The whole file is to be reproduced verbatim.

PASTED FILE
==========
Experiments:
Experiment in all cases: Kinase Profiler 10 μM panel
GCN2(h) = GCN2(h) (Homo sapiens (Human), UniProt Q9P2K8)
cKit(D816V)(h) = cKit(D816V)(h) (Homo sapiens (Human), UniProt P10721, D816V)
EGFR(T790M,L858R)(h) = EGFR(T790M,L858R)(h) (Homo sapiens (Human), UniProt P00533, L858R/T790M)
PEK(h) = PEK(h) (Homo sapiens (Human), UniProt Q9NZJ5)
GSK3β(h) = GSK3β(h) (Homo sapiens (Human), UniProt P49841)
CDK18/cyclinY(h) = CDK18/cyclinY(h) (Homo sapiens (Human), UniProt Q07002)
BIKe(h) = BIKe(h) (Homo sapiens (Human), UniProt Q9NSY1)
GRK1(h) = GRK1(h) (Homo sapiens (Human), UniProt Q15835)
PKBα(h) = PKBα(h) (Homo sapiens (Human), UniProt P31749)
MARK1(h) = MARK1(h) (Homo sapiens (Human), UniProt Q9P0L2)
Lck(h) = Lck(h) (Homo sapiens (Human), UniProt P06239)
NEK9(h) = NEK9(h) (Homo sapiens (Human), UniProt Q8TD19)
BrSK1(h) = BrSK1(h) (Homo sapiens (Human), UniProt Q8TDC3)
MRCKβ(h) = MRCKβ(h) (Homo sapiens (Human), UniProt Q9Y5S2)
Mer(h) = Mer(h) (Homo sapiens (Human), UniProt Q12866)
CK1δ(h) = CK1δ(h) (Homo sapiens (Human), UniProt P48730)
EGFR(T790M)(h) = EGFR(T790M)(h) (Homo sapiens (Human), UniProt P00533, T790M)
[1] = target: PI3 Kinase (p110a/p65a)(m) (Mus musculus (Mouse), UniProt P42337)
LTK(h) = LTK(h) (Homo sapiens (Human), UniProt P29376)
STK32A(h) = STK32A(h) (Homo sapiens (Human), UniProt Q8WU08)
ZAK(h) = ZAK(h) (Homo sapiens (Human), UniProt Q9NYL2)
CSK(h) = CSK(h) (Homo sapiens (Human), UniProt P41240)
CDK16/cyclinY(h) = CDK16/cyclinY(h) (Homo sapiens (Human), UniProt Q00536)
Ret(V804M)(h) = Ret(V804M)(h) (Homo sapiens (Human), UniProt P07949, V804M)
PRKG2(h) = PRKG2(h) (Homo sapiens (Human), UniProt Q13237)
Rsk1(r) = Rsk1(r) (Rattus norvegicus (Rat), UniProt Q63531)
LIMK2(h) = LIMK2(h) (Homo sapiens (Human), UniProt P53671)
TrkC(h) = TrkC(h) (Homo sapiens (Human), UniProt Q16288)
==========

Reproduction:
Experiments:
Experiment in all cases: Kinase Profiler 10 μM panel
GCN2(h) = GCN2(h) (Homo sapiens (Human), UniProt Q9P2K8)
cKit(D816V)(h) = cKit(D816V)(h) (Homo sapiens (Human), UniProt P10721, D816V)
EGFR(T790M,L858R)(h) = EGFR(T790M,L858R)(h) (Homo sapiens (Human), UniProt P00533, L858R/T790M)
PEK(h) = PEK(h) (Homo sapiens (Human), UniProt Q9NZJ5)
GSK3β(h) = GSK3β(h) (Homo sapiens (Human), UniProt P49841)
CDK18/cyclinY(h) = CDK18/cyclinY(h) (Homo sapiens (Human), UniProt Q07002)
BIKe(h) = BIKe(h) (Homo sapiens (Human), UniProt Q9NSY1)
GRK1(h) = GRK1(h) (Homo sapiens (Human), UniProt Q15835)
PKBα(h) = PKBα(h) (Homo sapiens (Human), UniProt P31749)
MARK1(h) = MARK1(h) (Homo sapiens (Human), UniProt Q9P0L2)
Lck(h) = Lck(h) (Homo sapiens (Human), UniProt P06239)
NEK9(h) = NEK9(h) (Homo sapiens (Human), UniProt Q8TD19)
BrSK1(h) = BrSK1(h) (Homo sapiens (Human), UniProt Q8TDC3)
MRCKβ(h) = MRCKβ(h) (Homo sapiens (Human), UniProt Q9Y5S2)
Mer(h) = Mer(h) (Homo sapiens (Human), UniProt Q12866)
CK1δ(h) = CK1δ(h) (Homo sapiens (Human), UniProt P48730)
EGFR(T790M)(h) = EGFR(T790M)(h) (Homo sapiens (Human), UniProt P00533, T790M)
[1] = target: PI3 Kinase (p110a/p65a)(m) (Mus musculus (Mouse), UniProt P42337)
LTK(h) = LTK(h) (Homo sapiens (Human), UniProt P29376)
STK32A(h) = STK32A(h) (Homo sapiens (Human), UniProt Q8WU08)
ZAK(h) = ZAK(h) (Homo sapiens (Human), UniProt Q9NYL2)
CSK(h) = CSK(h) (Homo sapiens (Human), UniProt P41240)
CDK16/cyclinY(h) = CDK16/cyclinY(h) (Homo sapiens (Human), UniProt Q00536)
Ret(V804M)(h) = Ret(V804M)(h) (Homo sapiens (Human), UniProt P07949, V804M)
PRKG2(h) = PRKG2(h) (Homo sapiens (Human), UniProt Q13237)
Rsk1(r) = Rsk1(r) (Rattus norvegicus (Rat), UniProt Q63531)
LIMK2(h) = LIMK2(h) (Homo sapiens (Human), UniProt P53671)
TrkC(h) = TrkC(h) (Homo sapiens (Human), UniProt Q16288)